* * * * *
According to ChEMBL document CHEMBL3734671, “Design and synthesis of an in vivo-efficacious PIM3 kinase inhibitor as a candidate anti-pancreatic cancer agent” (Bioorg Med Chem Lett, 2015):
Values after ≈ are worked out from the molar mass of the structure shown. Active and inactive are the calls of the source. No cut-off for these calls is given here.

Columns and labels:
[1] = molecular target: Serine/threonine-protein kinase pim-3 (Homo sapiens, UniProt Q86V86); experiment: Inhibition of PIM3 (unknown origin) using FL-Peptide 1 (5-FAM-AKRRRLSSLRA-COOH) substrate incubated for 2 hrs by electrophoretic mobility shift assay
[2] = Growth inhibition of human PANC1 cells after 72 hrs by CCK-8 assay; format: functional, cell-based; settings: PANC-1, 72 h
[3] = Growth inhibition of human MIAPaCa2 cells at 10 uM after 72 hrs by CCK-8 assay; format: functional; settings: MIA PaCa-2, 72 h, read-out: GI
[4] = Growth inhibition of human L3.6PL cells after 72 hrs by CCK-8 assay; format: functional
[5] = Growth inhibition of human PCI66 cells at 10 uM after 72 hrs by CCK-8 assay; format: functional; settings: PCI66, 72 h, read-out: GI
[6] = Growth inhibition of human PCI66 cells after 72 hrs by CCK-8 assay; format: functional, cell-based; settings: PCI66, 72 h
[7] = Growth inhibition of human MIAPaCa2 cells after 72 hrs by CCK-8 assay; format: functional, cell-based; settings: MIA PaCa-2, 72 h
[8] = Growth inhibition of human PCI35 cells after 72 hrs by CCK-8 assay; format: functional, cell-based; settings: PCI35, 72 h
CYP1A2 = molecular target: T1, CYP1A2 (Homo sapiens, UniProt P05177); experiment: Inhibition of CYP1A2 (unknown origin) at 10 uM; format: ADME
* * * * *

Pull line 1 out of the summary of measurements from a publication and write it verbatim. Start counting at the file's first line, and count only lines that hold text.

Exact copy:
According to ChEMBL document CHEMBL3734671, “Design and synthesis of an in vivo-efficacious PIM3 kinase inhibitor as a candidate anti-pancreatic cancer agent” (Bioorg Med Chem Lett, 2015):